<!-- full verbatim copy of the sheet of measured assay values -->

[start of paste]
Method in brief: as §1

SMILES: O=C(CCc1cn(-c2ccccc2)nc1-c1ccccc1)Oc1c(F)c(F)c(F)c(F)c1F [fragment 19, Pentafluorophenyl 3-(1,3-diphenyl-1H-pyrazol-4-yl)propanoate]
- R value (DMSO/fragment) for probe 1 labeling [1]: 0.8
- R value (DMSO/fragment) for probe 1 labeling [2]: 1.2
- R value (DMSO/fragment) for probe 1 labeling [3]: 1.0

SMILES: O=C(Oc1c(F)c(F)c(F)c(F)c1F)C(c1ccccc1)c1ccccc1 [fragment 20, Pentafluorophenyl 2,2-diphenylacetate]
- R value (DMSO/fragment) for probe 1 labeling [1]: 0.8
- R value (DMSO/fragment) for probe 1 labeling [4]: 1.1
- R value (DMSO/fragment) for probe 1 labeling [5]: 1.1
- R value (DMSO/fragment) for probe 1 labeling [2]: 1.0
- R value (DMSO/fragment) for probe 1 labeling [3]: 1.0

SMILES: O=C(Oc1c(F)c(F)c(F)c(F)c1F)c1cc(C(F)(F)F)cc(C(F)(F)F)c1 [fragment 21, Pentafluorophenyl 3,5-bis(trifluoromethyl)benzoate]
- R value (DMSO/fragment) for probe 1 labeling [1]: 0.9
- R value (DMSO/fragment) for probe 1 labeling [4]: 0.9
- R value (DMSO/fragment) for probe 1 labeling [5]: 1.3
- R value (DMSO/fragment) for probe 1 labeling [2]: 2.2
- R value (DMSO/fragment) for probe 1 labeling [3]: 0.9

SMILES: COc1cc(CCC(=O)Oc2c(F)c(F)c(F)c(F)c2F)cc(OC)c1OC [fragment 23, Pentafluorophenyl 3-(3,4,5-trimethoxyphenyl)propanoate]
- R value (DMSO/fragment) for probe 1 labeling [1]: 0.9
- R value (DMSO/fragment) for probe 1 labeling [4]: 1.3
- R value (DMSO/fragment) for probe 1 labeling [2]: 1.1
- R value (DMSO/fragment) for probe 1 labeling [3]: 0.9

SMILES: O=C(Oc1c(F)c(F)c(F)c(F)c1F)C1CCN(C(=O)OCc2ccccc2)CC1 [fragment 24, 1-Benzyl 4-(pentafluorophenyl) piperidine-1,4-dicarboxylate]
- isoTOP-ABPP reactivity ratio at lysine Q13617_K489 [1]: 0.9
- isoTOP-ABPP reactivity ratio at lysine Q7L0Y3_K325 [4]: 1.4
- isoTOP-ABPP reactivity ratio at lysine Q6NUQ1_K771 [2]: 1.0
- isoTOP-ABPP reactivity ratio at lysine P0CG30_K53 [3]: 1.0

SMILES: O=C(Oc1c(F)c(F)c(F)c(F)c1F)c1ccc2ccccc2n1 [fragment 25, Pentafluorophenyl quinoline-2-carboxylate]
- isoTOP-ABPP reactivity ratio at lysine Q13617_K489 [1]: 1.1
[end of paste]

Method in brief: as §1

SMILES: O=C(CCc1cn(-c2ccccc2)nc1-c1ccccc1)Oc1c(F)c(F)c(F)c(F)c1F [fragment 19, Pentafluorophenyl 3-(1,3-diphenyl-1H-pyrazol-4-yl)propanoate]
- R value (DMSO/fragment) for probe 1 labeling [1]: 0.8
- R value (DMSO/fragment) for probe 1 labeling [2]: 1.2
- R value (DMSO/fragment) for probe 1 labeling [3]: 1.0

SMILES: O=C(Oc1c(F)c(F)c(F)c(F)c1F)C(c1ccccc1)c1ccccc1 [fragment 20, Pentafluorophenyl 2,2-diphenylacetate]
- R value (DMSO/fragment) for probe 1 labeling [1]: 0.8
- R value (DMSO/fragment) for probe 1 labeling [4]: 1.1
- R value (DMSO/fragment) for probe 1 labeling [5]: 1.1
- R value (DMSO/fragment) for probe 1 labeling [2]: 1.0
- R value (DMSO/fragment) for probe 1 labeling [3]: 1.0

SMILES: O=C(Oc1c(F)c(F)c(F)c(F)c1F)c1cc(C(F)(F)F)cc(C(F)(F)F)c1 [fragment 21, Pentafluorophenyl 3,5-bis(trifluoromethyl)benzoate]
- R value (DMSO/fragment) for probe 1 labeling [1]: 0.9
- R value (DMSO/fragment) for probe 1 labeling [4]: 0.9
- R value (DMSO/fragment) for probe 1 labeling [5]: 1.3
- R value (DMSO/fragment) for probe 1 labeling [2]: 2.2
- R value (DMSO/fragment) for probe 1 labeling [3]: 0.9

SMILES: COc1cc(CCC(=O)Oc2c(F)c(F)c(F)c(F)c2F)cc(OC)c1OC [fragment 23, Pentafluorophenyl 3-(3,4,5-trimethoxyphenyl)propanoate]
- R value (DMSO/fragment) for probe 1 labeling [1]: 0.9
- R value (DMSO/fragment) for probe 1 labeling [4]: 1.3
- R value (DMSO/fragment) for probe 1 labeling [2]: 1.1
- R value (DMSO/fragment) for probe 1 labeling [3]: 0.9

SMILES: O=C(Oc1c(F)c(F)c(F)c(F)c1F)C1CCN(C(=O)OCc2ccccc2)CC1 [fragment 24, 1-Benzyl 4-(pentafluorophenyl) piperidine-1,4-dicarboxylate]
- isoTOP-ABPP reactivity ratio at lysine Q13617_K489 [1]: 0.9
- isoTOP-ABPP reactivity ratio at lysine Q7L0Y3_K325 [4]: 1.4
- isoTOP-ABPP reactivity ratio at lysine Q6NUQ1_K771 [2]: 1.0
- isoTOP-ABPP reactivity ratio at lysine P0CG30_K53 [3]: 1.0

SMILES: O=C(Oc1c(F)c(F)c(F)c(F)c1F)c1ccc2ccccc2n1 [fragment 25, Pentafluorophenyl quinoline-2-carboxylate]
- isoTOP-ABPP reactivity ratio at lysine Q13617_K489 [1]: 1.1